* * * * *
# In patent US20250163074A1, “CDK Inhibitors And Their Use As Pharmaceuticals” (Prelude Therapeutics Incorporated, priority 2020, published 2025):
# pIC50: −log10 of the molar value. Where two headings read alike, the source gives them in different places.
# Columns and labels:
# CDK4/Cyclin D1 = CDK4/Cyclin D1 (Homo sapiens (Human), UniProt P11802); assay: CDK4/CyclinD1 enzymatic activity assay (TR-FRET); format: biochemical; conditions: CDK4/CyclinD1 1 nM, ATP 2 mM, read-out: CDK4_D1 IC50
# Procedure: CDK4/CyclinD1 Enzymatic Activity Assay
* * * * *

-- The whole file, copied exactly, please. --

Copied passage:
# In patent US20250163074A1, “CDK Inhibitors And Their Use As Pharmaceuticals” (Prelude Therapeutics Incorporated, priority 2020, published 2025):
# pIC50: −log10 of the molar value. Where two headings read alike, the source gives them in different places.
# Columns and labels:
# CDK4/Cyclin D1 = CDK4/Cyclin D1 (Homo sapiens (Human), UniProt P11802); assay: CDK4/CyclinD1 enzymatic activity assay (TR-FRET); format: biochemical; conditions: CDK4/CyclinD1 1 nM, ATP 2 mM, read-out: CDK4_D1 IC50
# Procedure: CDK4/CyclinD1 Enzymatic Activity Assay